Working time blow for transport employees

Are
non-mobile workers in the transport sector covered by the Working Time
Regulations? Christopher Mordue looks at the implications of a recent decision
from Europe.

Clarification
on the important issue of whether the transport exclusions of the Working Time
Regulations apply to all workers in the sector moved a step closer to
resolution with the delivery of the Advocate-General’s opinion, on Tuesday 8
March 2001, in a case referred to the European Court of Justice by the UK
Employment Appeal Tribunal. This affects a significant number of workers in the
UK.

The
case – Bowden v Tuffnels Parcels Express Limited – was brought by three part-time
clerical employees of a parcel delivery company. They complained that their
employer’s practice of only allowing them unpaid holiday leave was in breach of
the Working Time Regulations 1998, which gives workers the right to four weeks’
paid annual leave. The Regulations were introduced in October 1998 to implement
a 1993 European Directive, and in addition to paid annual leave, confer
entitlements to minimum rest periods and breaks and impose restrictions on
average weekly working time and hours of night work.

The
employer in this case argued that all workers in the transport sector – both
mobile and non-mobile – are wholly exempt from the scope of the Regulations and
the Directive, which both state that "air, rail, road, sea, inland
waterway and lake transport" are excluded sectors of activity. However,
the employees argued that the correct interpretation was that in the excluded
sectors of activity related not to the employer’s business, but rather to the
types of work which the individual workers were engaged. As the applicants were
clerical staff, they were entitled to benefit from the protection granted by
the Regulations.

The
employer’s argument succeeded before an employment tribunal. On appeal to the
Employment Appeal Tribunal, the EAT considered that a literal interpretation of
the Directive suggested that the workers were not covered by the Regulations.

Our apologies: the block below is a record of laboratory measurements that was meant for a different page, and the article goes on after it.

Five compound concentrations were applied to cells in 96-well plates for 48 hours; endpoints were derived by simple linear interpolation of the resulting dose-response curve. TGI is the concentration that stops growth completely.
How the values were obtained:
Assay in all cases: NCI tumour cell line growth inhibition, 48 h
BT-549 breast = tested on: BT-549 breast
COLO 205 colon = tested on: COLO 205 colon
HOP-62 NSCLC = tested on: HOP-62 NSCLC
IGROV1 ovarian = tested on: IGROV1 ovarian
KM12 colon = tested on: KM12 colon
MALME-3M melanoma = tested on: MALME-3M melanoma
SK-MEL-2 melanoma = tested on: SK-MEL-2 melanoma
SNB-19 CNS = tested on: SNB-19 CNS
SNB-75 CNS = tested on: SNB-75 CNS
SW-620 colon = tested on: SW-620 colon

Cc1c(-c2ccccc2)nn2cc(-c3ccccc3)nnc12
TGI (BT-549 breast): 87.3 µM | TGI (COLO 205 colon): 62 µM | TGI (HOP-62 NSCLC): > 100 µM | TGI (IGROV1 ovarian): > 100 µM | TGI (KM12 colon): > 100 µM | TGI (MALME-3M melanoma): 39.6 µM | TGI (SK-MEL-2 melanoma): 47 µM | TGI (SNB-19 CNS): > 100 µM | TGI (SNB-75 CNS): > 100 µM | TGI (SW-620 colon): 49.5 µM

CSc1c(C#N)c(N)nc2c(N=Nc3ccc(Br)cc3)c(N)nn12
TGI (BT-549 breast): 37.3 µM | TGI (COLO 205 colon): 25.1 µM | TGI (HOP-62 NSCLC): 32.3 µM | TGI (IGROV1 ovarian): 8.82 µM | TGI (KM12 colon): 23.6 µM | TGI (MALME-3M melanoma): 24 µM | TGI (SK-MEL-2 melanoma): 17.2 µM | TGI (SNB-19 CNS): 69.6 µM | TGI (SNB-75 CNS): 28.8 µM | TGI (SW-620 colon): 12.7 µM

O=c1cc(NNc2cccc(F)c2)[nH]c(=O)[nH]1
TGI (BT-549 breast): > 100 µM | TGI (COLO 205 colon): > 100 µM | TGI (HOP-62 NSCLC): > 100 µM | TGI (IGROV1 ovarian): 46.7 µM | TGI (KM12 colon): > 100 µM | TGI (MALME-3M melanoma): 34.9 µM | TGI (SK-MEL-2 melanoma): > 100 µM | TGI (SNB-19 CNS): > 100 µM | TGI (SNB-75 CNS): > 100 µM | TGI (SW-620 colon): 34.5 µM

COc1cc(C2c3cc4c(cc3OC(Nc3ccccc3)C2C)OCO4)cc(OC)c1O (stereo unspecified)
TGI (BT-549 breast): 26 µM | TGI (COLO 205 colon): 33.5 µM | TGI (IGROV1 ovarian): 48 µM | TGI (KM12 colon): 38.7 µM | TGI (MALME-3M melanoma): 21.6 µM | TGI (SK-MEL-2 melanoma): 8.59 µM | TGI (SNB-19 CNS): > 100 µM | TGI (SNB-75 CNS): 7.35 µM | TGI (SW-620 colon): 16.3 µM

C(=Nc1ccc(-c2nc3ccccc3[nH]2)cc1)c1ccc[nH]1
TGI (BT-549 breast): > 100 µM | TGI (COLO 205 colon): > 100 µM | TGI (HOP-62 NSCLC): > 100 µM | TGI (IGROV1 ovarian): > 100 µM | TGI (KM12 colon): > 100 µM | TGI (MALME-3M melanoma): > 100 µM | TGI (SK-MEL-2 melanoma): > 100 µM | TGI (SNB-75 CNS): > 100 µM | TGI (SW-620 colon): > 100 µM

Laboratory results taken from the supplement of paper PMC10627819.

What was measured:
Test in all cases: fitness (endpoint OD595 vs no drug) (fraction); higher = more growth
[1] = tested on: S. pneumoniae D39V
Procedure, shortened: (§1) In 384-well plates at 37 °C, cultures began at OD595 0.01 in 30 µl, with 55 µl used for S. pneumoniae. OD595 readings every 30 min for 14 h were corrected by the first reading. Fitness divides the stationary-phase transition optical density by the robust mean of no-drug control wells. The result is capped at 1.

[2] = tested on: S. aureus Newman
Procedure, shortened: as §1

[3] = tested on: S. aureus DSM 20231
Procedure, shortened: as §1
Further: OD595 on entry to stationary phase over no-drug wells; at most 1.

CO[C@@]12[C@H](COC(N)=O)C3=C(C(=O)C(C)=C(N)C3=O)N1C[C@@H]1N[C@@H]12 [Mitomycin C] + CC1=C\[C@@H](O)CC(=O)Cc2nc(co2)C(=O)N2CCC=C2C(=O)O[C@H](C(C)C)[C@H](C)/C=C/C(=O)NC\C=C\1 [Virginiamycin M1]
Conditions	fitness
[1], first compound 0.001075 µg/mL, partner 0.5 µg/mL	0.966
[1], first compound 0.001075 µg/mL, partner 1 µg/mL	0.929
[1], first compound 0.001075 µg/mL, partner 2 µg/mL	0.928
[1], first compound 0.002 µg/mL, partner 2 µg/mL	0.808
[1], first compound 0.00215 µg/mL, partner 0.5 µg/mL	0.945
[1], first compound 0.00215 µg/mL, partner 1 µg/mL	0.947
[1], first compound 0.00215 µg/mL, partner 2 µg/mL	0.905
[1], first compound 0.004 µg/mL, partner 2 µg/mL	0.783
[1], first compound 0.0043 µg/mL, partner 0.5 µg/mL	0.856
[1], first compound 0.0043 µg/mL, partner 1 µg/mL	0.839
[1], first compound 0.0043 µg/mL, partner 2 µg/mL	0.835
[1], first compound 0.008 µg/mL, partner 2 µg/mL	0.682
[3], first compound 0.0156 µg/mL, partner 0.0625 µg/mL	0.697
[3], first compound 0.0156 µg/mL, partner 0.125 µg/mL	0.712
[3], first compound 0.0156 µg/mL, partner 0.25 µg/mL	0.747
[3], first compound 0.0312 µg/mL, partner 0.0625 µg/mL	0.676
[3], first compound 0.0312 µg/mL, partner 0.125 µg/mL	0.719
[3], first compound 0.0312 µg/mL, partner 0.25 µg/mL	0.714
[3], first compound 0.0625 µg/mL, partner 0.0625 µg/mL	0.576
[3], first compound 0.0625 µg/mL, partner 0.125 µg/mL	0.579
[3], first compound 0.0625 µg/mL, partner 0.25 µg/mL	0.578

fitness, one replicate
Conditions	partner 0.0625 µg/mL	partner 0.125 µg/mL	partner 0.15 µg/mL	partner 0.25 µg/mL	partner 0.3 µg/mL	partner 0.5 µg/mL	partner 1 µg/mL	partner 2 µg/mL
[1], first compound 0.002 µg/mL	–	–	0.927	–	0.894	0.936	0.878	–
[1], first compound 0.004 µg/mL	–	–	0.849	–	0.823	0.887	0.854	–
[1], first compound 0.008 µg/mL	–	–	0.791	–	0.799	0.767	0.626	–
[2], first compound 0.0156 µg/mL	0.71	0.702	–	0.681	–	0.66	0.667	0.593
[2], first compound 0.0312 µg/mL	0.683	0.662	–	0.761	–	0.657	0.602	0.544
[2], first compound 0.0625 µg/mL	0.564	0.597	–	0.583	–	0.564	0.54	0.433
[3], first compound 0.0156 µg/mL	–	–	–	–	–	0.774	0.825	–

However, they thought that this was an entirely illogical result given the
stated aims of the Working Time Directive and favoured a more purposive
approach which would exclude workers from that protection only if the activity
for which they were engaged directly involved transport. However, the
legislative history of the Directive and the subsequent amendments to it
pointed against this purposive approach. In particular in August 2000, the
Working Time Directive was amended to include non-mobile workers in the
transport sector and to extend some protection even to mobile workers. These
amendments have to be introduced into UK law by 1 August 2003. The Employment
Appeal Tribunal considered that these legislative amendments would not have
been adopted if non-mobile workers in the transport sector were already covered
by the Directive. Nevertheless, they referred the issue to the European Court of
Justice for determination.

The
Advocate-General’s opinion supports the literal interpretation of the Directive
and Regulations. Whether a worker is engaged in an excluded sector of activity
has to be determined by the economic activity of the employer and not the work
carried out by the worker. However, the Advocate-General had considerable
sympathy with the EAT’s view that this was an undesirable and illogical result.
Indeed, he did consider whether the exclusion in the Directive was illegal as
contradicting the "fundamental social right" to paid holiday, but
ultimately considered that this was not the case.

The
final European Court of Justice ruling in this case is expected later this
year. Typically, the ECJ reaches similar conclusions as the Advocate-General’s
opinion and therefore it would appear likely that all workers in the transport
sector will be found to be excluded from the scope of the Regulations.
Interestingly, the workers in this case could now invoke the Part-time Workers
(Prevention of Less Favourable Treatment) Regulations 2000 to challenge the
non-payment of holiday pay by their employer, on the grounds that this is
discriminatory against them on the grounds of their part-time status.

This
is a very important case about the true scope of the Working Time Regulations.
It would appear that non-mobile workers of the transport sector will have to
wait for some time before they benefit from the full protection of the Working
Time Regulations. However, this literal approach clearly creates anomalies.
Office based workers for transport companies are not covered by the
Regulations, but a retail company’s transport staff will would seem to be
covered. This appears entirely illogical. The Regulations have been heavily
criticised by employers and the CBI and this case illustrates the very real
confusion that exists about how these Regulations apply.

By
Christopher Mordue, associate at Pinsent Curtis Biddle www.pinsents.com

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